My left-field lesson - Spread of living dead

16th May 2014 at 01:00
Zombie invasions add bite to lessons on epidemics and infection

How would you fare in a zombie apocalypse? I asked that very question after my appointment as head boy at Doon Academy in Ayrshire.

I'd had a light-bulb moment. After hearing about the popularity of science fairs across the globe, I wondered why they weren't common in Scotland. I wanted to host one in my school to inspire the next generation of scientists.

I wrote a pitch to my headteacher and the local authority. They thought it was a spectacular idea. With the support of our school's scientists, Mr Gooding and Mr Brown, Doon Academy's science fair - the first ever in our part of Scotland - was held for 300 students from six secondary schools, with guest appearances from the living dead.

Learning about hand washing and the difference between bacterial and viral infections sounds quite boring, doesn't it? Not when getting the answer wrong could seal humanity's fate.

The fair's main event was a lecture from Doctor Smith, head of the Zombie Institute for Theoretical Studies. Basically, it was about zombies eating people and smashing things up. He showed how a zombie-like disease could spread. It was pretty frightening. Students learned how to defend themselves against zombies and, along the way, picked up information about genetics, microbiology and pharmaceuticals.

They were asked whether they should respond to the zombie menace with a public health campaign, or just go out and kill them. Most said the latter. But some people weren't zombies, they were just sick, so those students were charged with crimes against humanity.

Other special guests included rats, scorpions, spiders and a five-foot iguana. One speaker, the Animal Man, allowed students to get up close and personal with some of nature's more daunting representatives. He taught us about evolution, biodiversity and ecosystems.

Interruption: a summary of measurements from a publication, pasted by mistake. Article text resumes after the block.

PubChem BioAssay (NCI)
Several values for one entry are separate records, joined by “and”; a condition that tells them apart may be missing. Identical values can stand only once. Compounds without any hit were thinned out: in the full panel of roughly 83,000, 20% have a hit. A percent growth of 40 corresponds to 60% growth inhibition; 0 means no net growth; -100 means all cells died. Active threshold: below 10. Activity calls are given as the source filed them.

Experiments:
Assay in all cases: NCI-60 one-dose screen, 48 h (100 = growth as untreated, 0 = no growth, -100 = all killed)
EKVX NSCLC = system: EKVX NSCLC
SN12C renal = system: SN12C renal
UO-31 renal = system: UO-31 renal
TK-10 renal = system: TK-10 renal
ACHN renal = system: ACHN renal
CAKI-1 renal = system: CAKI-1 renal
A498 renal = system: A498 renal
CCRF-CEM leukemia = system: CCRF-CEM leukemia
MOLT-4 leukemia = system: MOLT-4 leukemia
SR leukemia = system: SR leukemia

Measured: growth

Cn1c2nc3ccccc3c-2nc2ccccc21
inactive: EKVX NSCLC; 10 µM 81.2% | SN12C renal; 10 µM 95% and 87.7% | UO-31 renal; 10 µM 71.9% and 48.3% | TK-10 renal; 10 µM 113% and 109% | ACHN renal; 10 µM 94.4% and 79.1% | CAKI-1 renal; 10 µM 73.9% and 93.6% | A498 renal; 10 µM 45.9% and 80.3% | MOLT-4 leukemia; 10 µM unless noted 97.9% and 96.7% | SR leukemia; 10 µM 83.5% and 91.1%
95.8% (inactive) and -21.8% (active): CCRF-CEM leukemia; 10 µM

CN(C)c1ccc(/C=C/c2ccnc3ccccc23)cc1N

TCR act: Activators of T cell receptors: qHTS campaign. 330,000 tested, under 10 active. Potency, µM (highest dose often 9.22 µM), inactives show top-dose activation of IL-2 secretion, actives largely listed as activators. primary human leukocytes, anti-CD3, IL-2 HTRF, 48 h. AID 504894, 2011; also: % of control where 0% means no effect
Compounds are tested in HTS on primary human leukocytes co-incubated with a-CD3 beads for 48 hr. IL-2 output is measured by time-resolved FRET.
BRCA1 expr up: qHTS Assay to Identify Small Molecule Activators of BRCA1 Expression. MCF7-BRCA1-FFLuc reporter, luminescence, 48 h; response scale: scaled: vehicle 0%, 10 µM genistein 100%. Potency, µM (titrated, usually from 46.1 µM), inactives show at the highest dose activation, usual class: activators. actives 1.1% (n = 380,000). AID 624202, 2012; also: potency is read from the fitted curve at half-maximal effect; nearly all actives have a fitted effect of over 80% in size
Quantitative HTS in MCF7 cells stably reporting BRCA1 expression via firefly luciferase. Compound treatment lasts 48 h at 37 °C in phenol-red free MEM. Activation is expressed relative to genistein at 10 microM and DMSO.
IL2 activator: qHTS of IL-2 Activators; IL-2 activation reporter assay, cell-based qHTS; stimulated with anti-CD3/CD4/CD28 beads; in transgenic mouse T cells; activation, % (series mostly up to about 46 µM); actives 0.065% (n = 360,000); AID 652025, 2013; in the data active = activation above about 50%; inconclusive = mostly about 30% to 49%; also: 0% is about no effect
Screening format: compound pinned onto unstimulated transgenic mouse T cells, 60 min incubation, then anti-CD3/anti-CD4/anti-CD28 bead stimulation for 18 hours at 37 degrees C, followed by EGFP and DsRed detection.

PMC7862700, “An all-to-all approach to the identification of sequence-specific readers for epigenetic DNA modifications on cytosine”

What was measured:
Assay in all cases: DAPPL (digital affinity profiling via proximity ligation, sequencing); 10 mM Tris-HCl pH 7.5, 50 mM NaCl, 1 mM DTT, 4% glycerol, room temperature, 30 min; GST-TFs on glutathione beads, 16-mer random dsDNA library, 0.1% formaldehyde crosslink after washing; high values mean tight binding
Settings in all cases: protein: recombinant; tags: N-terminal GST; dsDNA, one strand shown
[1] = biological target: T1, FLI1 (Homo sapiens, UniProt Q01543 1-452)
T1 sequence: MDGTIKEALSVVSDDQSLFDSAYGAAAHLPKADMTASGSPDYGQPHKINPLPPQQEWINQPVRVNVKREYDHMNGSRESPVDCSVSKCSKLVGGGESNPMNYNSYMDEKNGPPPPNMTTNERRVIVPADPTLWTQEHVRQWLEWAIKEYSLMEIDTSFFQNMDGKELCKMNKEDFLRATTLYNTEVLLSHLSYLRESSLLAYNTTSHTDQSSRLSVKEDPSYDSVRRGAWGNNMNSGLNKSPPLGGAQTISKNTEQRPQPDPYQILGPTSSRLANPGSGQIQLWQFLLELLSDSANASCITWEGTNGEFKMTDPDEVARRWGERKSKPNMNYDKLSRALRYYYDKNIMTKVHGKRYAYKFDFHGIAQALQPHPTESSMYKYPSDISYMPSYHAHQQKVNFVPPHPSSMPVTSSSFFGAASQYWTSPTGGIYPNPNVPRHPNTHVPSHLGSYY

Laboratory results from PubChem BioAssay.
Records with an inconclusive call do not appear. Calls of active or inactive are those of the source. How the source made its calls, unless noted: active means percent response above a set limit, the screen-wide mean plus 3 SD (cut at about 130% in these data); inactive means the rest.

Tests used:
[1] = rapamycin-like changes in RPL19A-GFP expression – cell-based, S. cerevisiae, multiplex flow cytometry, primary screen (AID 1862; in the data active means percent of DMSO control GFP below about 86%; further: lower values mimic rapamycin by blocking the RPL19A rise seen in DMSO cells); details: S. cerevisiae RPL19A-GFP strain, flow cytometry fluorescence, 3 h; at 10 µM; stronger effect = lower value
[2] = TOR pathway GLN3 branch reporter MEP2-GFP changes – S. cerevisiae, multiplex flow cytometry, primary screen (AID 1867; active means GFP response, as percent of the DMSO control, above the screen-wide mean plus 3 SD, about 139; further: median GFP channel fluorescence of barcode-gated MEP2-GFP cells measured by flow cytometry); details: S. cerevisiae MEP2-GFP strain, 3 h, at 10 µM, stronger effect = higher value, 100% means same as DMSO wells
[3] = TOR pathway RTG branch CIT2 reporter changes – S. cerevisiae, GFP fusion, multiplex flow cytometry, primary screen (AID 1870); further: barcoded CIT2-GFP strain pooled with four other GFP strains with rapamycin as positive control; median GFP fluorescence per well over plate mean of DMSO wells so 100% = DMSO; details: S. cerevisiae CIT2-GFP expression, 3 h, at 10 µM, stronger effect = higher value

And our local Scottish Dark Sky Observatory brought a 6m-high inflatable planetarium. Students felt as if they were really sitting under the stars.

The feedback was incredibly positive and my school has decided to run a science fair every year. "You know you're making good progress with the new curriculum when students are taking charge and learning experiences are rich and challenging," says headteacher John MacKenzie.

But the zombie menace hasn't gone away: we had a zombie disco at the school and we all dressed up. I was a crazy scientist. I think the appeal of zombies is escapism - it's an exciting perspective on science.

I now take first years for science lessons twice a week. I'm going to study anatomy at the University of Glasgow, but I think that teaching is something I might go into. You get to know the students and having to explain something improves your own understanding. I'm surprised at how clever young children are. They can talk to you in detail about things like climate change, even aged 11 or 12.

At the end of each lesson, they get to ask me anything they want about science. Guess what often comes up? That's right. Zombies.

Frazer Buchanan is an S6 student at Doon Academy in Ayrshire

10 ways to teach infection

1. Prevent a pandemic

What would happen during an outbreak of avian flu? In this engaging quiz, students must make important decisions to stop the spread.

2. Living with HIV

These extensive resources from charity ActionAid explore the lives of people around the world coping with HIV and Aids.

3. Countering cholera

BBC Class Clips brings you an informative dramatisation of Manchester's cholera outbreak in 1832.

4. Investigating influenza

This detailed PowerPoint presentation explains the microbiology behind influenza pandemics.

5. Valuing vaccination

Explain vaccinations to younger children with these simple but incredibly useful worksheets from e-Bug.

6. Disrupting diseases

Simple and to the point, this lesson introduces different methods to prevent the spread of disease.

7. Detailing the Black Death

Roland Rat (not the 1980s television personality, unfortunately, but a rat called Roland) is your students' guide to the terror of the plague.

8. Treating the flu

What is influenza? How serious is it? How do we treat it? This informative magazine feature from the Wellcome Trust explores these questions and much more.

9. A helping hand

Discover how infections spread and how washing your hands can stop nasty bugs in their tracks.

10. Spanish flu facts

Pupils investigate the spread of Spanish flu and the way it shaped history using these primary sources and excellent resources from the University of Oxford.

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